The chance of developing major depressive disorder (MDD) is much higher in patients who have acne, according to a retrospective cohort analysis published as a research letter.

“The onset of acne, when patients present for treatment because of active disease, is associated with a greater risk of developing depression” wrote Isabelle A. Vallerand, an MD/PhD student at the University of Calgary (Alta.), and her associates. “Although the severity of acne was not assessed directly in the current study, this finding suggests a potential dose/response relationship such that more active disease may lead to a greater risk of depression.”

Ms. Vallerand and her colleagues conducted a retrospective cohort study using patient information collected from the Health Improvement Network (THIN), a database in the United Kingdom, from 1986 to 2012. All patients in the study were between the ages of 7 and 50 years, with one or more Read codes associated with acne. For comparison, a general population cohort without acne was established. All patients were then followed from their start date for 2 or more years until the first appearance of MDD. Patient baseline factors of age, sex, obesity, smoking status, alcohol use, comorbidities, and socioeconomic factors were measured.

In total, 134,437 acne patients and 1,731,608 patients without acne were identified from THIN. Over a 15-year follow-up, the probability of developing MDD was 18.5% among patients with acne, and 12% for those without acne. This risk was much higher within the first year after diagnosis (adjusted hazard ratio, 1.63; 95% confidence interval, 1.33-2), which subsequently decreased.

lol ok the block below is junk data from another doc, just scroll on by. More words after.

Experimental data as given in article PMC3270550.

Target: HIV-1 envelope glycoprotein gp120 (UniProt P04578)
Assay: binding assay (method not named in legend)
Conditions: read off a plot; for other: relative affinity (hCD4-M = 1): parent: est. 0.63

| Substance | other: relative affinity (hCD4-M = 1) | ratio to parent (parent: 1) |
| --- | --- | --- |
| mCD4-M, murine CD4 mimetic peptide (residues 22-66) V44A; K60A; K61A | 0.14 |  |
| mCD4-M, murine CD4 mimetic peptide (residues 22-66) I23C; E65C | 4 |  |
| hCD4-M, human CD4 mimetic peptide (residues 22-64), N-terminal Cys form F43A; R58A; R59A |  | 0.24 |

The researchers found that patients with acne tended to be younger (67.6% vs. 22.8%), female (58.6% vs. 48.6%), and of a higher socioeconomic status (24.4% vs. 22.1%) compared with patients without acne. Those with acne tended to smoke (58.4% vs. 48.6%) and to have comorbidities (17.2% vs. 13.8%). Conversely, acne patients were less likely to use alcohol (17% vs. 39%) and less likely to be obese (2.3% vs. 6.6%) (all P less than .001).

Although these results are promising, there are several limitations that could have influenced the study findings. The misclassification of patients with acne and MDD could have occurred if patients did not present themselves to a physician for treatment. Another limitation was that isotretinoin was the only acne treatment that was considered by the researchers. Considering that treatment has been shown to reduce depressive symptoms, the researchers believe that their estimates are conservative.

“Given the tremendous burden of MDD and its temporal association with active acne, it is critical that physicians monitor mood symptoms in patients with acne and initiate prompt MDD management or seek consultation from a psychiatrist when needed” wrote Ms. Vallerand and her colleagues.

Ms. Vallerand received funding for this study from the Alberta Innovates Health Solutions MD-PhD Studentship and from the Mach-Gaensslen Foundation of Canada. None of the other authors had disclosures to report.

SOURCE: Vallerand I et al. Br J Dermatol. 2018 Feb 7. doi: 10.1111/bjd.16099 .